I have examined "Caring Before Their Time? Research and Policy Perspectives on Young Carers" by Barnardos and The Children's Research Centre, which was published in September 2004. I was particularly struck by the fact that, of the estimated 3,000 young carers who are providing some care, there are over 300 carers between the ages of 15 and 17 years of age who are providing full-time care. It is clear that this group needs appropriate supports.
I recognise that special help, advice and support is essential for young carers who are often caring for a parent and, in particular, that services must be put in place to support the household and to ensure that young carers remain at school. The Barnardos report recommends that policy relating to young carers should be a matter for the Department of Health and Children with services being delivered by the Health Service Executive. These include the services of home helps, public health nurses and home care packages generally. The report considers that further research should be undertaken on numbers of young carers, the supports available to them, their needs and the impact of their caring role on their education and general development.
I am pleased that the national partnership agreement "Towards 2016" commits the Government to undertaking a study (with the involvement of relevant Departments) of the extent to which children undertake inappropriate care roles in order to establish the extent and degree to which this issue arises and the levels of impact it has on the lives of children concerned. Based on the outcome of this study and an analysis of the issues identified, a programme of in-home supports will be developed to alleviate specific problem areas identified for children.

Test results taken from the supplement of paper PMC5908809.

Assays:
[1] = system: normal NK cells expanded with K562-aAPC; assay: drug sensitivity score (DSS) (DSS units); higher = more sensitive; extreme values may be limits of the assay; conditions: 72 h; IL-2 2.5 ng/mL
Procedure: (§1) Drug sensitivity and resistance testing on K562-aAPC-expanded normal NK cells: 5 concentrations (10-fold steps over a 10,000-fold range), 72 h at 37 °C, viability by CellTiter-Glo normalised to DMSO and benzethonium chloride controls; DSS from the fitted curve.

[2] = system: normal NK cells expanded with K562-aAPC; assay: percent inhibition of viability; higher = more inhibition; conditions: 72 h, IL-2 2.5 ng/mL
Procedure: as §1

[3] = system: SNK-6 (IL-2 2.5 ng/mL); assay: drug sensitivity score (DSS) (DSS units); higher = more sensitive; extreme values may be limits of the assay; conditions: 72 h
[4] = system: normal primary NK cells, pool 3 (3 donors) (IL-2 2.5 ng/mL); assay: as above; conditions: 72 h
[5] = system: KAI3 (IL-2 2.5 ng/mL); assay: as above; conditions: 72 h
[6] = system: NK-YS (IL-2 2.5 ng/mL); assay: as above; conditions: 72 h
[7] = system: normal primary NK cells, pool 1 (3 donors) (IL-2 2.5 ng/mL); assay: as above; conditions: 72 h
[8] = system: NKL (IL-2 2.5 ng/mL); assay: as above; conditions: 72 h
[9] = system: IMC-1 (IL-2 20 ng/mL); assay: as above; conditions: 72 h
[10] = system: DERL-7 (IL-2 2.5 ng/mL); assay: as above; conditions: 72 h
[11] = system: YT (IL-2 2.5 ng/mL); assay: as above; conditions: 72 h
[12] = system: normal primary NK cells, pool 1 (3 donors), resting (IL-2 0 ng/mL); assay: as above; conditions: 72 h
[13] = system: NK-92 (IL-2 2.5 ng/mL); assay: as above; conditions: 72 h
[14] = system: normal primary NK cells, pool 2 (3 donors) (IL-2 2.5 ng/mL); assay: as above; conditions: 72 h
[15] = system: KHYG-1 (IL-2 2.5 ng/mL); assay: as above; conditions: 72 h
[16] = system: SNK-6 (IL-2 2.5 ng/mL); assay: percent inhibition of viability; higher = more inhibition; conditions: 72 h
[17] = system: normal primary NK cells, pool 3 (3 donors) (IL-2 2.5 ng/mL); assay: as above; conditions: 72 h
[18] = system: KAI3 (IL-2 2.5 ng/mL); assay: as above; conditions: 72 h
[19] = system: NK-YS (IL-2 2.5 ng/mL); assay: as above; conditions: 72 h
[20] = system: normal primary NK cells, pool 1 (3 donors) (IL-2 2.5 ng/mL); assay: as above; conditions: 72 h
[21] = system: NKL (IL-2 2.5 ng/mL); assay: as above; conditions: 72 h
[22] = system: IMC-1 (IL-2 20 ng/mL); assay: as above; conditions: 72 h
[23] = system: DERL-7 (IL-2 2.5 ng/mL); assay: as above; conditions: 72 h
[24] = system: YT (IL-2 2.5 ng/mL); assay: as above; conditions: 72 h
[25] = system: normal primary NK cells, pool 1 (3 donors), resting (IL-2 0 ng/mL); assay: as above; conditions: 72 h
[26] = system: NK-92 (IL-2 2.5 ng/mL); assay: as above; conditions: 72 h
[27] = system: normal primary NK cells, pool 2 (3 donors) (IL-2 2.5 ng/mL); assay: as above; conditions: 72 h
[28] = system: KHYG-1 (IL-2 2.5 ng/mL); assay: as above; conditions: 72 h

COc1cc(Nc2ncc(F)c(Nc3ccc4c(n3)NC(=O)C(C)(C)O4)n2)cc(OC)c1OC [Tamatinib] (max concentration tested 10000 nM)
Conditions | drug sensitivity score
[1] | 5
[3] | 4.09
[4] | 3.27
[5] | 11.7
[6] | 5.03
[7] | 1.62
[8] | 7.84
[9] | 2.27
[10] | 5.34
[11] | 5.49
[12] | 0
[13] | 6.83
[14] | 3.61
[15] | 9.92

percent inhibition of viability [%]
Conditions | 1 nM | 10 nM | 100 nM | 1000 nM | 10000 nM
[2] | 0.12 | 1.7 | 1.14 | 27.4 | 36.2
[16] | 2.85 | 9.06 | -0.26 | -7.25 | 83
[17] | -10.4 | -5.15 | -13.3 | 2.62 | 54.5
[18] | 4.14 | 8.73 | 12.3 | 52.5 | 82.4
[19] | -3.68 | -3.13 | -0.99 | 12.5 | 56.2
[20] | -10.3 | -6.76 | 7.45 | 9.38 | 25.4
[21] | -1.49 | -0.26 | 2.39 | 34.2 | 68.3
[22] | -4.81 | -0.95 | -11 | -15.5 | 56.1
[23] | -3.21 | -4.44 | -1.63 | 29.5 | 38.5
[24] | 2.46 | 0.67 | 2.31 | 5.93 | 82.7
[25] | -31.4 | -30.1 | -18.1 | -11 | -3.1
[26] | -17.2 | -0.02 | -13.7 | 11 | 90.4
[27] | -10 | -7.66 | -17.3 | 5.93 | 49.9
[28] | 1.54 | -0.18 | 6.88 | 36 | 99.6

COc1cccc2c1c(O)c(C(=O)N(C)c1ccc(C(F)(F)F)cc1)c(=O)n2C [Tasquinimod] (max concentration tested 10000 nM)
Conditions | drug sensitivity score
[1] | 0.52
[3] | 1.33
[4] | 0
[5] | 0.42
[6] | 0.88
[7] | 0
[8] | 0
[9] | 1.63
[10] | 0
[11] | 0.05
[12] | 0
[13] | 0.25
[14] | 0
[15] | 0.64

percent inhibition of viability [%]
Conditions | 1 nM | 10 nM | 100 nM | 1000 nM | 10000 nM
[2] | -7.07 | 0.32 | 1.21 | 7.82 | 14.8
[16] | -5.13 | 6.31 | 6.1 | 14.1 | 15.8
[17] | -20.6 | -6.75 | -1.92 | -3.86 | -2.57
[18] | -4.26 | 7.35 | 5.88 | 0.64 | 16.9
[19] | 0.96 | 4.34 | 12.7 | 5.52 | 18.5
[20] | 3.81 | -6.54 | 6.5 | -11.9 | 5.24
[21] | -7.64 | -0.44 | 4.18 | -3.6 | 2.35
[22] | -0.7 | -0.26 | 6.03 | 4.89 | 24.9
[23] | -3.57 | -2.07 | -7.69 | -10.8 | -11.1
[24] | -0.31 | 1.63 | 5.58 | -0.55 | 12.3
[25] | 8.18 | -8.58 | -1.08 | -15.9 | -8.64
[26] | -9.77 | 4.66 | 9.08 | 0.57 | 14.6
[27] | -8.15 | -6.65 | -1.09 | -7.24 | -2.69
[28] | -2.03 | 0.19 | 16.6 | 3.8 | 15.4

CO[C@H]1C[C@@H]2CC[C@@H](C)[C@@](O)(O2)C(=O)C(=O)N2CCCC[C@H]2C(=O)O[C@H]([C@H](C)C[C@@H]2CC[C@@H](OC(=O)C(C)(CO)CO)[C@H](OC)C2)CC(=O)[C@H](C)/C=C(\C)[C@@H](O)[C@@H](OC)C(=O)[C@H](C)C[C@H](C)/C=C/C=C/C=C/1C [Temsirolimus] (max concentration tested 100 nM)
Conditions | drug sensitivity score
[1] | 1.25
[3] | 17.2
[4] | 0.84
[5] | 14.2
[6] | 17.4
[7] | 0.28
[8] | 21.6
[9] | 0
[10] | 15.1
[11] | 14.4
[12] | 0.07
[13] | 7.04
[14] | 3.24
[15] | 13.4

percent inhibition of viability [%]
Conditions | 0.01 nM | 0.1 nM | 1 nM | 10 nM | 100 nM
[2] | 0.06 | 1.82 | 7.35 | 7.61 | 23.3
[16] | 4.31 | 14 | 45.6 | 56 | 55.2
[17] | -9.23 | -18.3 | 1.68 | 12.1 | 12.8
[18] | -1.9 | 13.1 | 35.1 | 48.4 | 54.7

The report of the Long-Term Care working group is being considered by the Government. This Group was established by the Minister for Health and Children and myself in January 2005 to identify the policy options for a financially sustainable system of long-term care. It comprises senior officials from the Departments of Finance, Health and Children and my own Department. My officials have brought the issue of young carers to the attention of the working group.
Supports for carers from my own Department include the respite care grant and the carers's allowance. The respite care grant, which is an annual payment for carers who look after certain people in need of full-time care and attention, is payable from age 16. The payment is made regardless of the carer's means but it is subject to certain qualifying conditions. The grant from will increase from €1,200 to €1,500 per year from June 2007. Carer's allowance, which provides income support to people who are providing certain older people or people with a disability with full time care and attention and whose incomes fall below a certain limit, is payable from age 18.
I am always prepared to consider changes to existing arrangements where these are for the benefit of recipients and financially sustainable within the resources available to me. I will continue to strive to bring forward proposals that recognise the valued and valuable contribution of all carers in a tangible way.